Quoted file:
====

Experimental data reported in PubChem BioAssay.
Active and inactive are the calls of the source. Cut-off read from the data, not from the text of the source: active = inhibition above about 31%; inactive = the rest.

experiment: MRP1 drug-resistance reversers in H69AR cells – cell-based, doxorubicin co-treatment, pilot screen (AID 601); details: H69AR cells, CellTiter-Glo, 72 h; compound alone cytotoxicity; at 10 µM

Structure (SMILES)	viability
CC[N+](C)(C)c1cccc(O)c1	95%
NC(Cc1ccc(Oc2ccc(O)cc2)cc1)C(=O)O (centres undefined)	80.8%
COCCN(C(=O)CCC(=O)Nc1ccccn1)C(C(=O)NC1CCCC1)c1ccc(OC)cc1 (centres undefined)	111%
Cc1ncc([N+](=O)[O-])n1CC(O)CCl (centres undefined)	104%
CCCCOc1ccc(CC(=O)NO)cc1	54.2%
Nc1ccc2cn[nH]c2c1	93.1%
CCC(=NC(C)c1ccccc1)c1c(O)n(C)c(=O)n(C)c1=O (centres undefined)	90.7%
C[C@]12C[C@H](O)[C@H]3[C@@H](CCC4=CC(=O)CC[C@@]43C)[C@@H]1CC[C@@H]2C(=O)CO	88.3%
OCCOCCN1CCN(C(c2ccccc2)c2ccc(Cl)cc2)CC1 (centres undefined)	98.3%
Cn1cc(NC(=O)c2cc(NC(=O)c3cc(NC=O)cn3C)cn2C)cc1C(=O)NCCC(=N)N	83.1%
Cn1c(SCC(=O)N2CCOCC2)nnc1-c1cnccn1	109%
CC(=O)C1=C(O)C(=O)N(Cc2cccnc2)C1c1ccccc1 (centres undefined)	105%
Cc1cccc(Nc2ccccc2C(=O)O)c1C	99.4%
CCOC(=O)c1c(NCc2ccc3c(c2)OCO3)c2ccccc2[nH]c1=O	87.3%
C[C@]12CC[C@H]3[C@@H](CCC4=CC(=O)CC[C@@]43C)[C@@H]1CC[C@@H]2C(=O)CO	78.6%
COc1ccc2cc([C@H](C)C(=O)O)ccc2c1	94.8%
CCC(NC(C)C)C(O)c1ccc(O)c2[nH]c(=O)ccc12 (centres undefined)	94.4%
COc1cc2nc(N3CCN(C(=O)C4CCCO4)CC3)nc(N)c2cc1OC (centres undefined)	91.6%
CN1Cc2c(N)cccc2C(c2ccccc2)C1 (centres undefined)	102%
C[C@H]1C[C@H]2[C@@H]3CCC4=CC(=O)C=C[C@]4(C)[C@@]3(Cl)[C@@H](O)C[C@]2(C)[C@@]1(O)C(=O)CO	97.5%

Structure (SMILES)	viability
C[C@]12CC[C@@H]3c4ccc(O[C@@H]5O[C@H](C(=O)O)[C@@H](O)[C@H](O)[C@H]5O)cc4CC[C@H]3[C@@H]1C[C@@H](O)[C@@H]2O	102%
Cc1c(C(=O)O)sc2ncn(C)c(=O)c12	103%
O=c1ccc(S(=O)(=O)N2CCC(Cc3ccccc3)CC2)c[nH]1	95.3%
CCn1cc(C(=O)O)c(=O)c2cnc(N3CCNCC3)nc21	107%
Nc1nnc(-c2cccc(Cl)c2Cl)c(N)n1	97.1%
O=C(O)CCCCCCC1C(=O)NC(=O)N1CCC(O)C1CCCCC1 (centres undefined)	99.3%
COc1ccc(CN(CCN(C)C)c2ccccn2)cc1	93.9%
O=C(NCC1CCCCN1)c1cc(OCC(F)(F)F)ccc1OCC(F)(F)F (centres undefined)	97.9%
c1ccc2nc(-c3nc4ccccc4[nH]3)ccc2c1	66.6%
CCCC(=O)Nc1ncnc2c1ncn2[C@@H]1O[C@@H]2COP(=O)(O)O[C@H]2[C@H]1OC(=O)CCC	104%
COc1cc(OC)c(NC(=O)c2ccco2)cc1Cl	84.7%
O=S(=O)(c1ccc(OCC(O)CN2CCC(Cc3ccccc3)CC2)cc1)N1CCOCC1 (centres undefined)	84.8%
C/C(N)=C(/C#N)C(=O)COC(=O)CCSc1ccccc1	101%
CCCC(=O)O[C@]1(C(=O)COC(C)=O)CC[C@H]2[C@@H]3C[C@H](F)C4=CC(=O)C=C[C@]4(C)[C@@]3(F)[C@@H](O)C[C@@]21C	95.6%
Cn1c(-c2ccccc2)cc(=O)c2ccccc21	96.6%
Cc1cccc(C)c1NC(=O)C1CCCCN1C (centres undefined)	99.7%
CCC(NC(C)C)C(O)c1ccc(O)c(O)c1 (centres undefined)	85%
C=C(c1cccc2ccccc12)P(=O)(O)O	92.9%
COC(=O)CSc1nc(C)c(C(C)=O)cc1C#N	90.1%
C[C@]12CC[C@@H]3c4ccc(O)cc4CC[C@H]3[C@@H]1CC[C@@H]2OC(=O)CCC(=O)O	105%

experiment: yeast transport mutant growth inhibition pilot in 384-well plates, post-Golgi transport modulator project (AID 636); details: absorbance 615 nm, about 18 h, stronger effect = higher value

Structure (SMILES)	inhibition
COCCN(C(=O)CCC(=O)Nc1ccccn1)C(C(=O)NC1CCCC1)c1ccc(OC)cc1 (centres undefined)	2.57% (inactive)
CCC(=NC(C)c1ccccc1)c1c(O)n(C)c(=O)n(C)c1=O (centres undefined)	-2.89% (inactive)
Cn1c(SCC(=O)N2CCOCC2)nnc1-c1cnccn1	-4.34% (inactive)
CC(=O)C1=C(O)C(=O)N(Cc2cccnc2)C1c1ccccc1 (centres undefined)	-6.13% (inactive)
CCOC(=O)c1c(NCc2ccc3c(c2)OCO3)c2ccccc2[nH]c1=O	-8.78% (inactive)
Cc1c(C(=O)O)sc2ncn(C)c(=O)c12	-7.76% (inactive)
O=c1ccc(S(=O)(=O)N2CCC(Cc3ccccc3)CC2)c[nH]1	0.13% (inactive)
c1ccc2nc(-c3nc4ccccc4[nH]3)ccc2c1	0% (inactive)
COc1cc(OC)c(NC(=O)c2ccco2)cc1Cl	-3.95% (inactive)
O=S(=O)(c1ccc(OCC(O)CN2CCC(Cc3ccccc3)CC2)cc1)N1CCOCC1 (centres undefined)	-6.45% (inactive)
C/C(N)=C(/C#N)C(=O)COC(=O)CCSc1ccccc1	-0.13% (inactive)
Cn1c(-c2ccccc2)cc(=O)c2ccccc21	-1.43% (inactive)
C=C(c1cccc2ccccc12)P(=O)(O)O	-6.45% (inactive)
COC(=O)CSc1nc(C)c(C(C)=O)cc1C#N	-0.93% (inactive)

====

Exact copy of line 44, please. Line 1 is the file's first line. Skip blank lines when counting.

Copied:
COC(=O)CSc1nc(C)c(C(C)=O)cc1C#N	90.1%